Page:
The qualifying examination consists of two parts: a major examination and a minor examination. Both are normally completed by the end of the third year. For the major examination, the student will choose a limited area of mathematics (e.g., differential topology, several complex variables, or ring theory) and a major examiner from among the faculty. Together they will plan a program of study and a subsequent examination in that material. The aim of this study is to prepare the student for research toward the PhD. The minor examination will be more limited in scope and less advanced in content. Its subject matter should be significantly different from that of the major examination. Usually preparation to the exam takes the form of a reading course, and an exam will consist of a paper or lecture of expository nature outlining the material learned in the course.

Dissertation and Defense

The doctoral degree will be awarded only after the submission and acceptance of an approved dissertation and the successful defense of that dissertation.

(1-99) Primarily for Undergraduate Students

MATH 3a Explorations in Math: A Course for Educators
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An in-depth exploration of the fundamental ideas underlying the mathematics taught in elementary and middle school. Emphasis is on problem solving, experimenting with mathematical ideas, and articulating mathematical reasoning. Usually offered every year.
Staff

MATH 5a Precalculus Mathematics
Does not satisfy the School of Science requirement. Students may not take MATH 5a if they have received a satisfactory grade in any math class numbered 10 or higher.
Brief review of algebra followed by the study of functions. Emphasis on exponential, logarithmic, and trigonometric functions. The course's goal is to prepare students for MATH 10a. The decision to take this course should be guided by the results of the mathematics placement exam. Usually offered every semester in multiple sections.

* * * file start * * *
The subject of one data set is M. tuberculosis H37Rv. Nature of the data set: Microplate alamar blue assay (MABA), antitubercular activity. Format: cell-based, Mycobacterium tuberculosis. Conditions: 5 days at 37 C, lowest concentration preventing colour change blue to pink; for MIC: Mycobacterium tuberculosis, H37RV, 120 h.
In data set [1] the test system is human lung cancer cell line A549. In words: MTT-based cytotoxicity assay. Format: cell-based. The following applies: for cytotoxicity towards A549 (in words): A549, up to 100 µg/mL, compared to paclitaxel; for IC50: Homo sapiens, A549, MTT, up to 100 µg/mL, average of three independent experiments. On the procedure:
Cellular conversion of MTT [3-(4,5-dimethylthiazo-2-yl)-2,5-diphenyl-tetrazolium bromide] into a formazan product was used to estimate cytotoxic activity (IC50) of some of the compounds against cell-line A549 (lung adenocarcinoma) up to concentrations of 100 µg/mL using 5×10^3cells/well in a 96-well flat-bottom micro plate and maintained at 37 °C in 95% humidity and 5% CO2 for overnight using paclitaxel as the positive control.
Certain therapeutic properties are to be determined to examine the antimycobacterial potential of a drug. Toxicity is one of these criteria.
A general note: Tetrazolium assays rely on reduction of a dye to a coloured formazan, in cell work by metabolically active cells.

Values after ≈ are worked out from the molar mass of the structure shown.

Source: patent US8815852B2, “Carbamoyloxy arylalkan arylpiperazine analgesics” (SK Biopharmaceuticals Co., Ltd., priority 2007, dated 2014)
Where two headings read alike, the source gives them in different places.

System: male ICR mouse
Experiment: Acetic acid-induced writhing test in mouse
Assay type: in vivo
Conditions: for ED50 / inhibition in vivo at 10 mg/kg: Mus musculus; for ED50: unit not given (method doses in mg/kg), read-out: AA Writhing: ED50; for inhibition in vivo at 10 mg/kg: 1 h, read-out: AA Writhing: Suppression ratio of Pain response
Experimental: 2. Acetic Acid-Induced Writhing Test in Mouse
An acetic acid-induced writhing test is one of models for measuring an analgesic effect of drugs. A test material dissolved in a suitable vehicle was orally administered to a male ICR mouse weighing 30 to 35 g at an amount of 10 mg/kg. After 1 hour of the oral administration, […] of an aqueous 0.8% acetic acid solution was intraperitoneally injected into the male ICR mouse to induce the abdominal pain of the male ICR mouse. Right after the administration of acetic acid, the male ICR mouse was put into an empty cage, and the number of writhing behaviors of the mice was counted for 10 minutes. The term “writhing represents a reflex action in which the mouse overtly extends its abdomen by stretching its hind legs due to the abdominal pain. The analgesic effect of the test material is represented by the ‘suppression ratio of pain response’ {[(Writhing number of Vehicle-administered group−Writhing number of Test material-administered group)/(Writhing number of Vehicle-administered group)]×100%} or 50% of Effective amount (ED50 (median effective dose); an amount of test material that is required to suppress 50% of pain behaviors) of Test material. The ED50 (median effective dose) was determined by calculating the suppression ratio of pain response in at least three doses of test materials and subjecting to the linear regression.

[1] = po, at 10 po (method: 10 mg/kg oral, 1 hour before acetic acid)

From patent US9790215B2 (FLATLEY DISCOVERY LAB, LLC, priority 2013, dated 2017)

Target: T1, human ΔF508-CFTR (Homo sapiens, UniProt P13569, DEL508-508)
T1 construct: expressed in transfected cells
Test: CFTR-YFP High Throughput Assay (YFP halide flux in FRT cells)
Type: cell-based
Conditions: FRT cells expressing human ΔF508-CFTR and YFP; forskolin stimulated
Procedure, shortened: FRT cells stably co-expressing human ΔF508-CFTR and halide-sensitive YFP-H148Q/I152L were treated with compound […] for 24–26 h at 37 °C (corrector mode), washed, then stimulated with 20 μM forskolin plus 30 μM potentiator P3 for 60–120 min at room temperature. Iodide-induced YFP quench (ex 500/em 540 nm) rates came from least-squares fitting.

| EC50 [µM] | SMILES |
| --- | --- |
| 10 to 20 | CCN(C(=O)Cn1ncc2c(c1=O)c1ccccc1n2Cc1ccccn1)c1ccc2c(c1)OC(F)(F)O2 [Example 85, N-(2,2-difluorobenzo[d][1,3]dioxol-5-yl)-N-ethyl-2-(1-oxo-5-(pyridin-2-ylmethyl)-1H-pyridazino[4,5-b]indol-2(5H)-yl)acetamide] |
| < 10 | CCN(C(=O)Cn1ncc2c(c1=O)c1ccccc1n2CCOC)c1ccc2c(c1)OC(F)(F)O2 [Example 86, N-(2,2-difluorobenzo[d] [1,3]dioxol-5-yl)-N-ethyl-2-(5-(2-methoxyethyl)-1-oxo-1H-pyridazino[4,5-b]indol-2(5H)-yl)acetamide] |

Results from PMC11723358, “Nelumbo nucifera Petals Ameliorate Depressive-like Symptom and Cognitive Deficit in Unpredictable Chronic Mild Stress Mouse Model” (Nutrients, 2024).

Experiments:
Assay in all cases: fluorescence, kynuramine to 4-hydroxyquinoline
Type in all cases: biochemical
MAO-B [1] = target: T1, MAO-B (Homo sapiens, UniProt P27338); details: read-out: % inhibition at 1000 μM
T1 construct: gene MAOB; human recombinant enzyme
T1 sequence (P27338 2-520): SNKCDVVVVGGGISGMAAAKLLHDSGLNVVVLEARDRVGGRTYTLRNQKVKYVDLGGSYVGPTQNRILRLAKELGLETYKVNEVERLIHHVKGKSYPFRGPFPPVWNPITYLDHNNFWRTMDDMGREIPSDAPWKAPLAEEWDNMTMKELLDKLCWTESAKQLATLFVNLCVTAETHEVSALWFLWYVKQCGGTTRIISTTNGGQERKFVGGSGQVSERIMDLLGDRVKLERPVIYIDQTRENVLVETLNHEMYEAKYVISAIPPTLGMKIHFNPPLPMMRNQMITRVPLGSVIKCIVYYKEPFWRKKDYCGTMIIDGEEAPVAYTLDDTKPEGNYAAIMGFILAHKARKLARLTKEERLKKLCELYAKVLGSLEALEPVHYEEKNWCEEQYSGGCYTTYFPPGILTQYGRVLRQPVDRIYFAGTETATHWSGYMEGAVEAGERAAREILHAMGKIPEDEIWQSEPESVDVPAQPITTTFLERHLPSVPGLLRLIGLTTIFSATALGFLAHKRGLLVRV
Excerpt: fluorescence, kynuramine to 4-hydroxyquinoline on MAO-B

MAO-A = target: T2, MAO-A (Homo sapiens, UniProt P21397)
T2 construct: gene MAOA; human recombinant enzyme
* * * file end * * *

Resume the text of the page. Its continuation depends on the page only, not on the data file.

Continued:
Rebecca Torrey

MATH 8a Introduction to Probability and Statistics
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Discrete probability spaces, random variables, expectation, variance, approximation by the normal curve, sample mean and variance, and confidence intervals. Does not require calculus; only high school algebra and graphing of functions. Usually offered every semester.
Gail Peretti

MATH 10a Techniques of Calculus (a)
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Prerequisite: A satisfactory grade of C- or higher in MATH 5a or placement by examination. Students may not take MATH 10a if they have received a satisfactory grade in MATH 10b or MATH 20a.
Introduction to differential (and some integral) calculus of one variable, with emphasis on techniques and applications. Usually offered every semester in multiple sections.
Keith Merrill (spring)

MATH 10b Techniques of Calculus (b)